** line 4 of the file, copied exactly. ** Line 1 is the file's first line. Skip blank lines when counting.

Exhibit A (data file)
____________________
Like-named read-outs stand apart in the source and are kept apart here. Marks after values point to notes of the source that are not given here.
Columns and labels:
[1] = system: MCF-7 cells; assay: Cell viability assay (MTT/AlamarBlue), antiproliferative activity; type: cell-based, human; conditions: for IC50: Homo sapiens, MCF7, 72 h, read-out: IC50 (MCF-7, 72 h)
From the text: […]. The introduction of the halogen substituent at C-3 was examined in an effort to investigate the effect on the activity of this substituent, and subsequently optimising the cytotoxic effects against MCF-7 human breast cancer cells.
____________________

From the text: […]. The introduction of the halogen substituent at C-3 was examined in an effort to investigate the effect on the activity of this substituent, and subsequently optimising the cytotoxic effects against MCF-7 human breast cancer cells.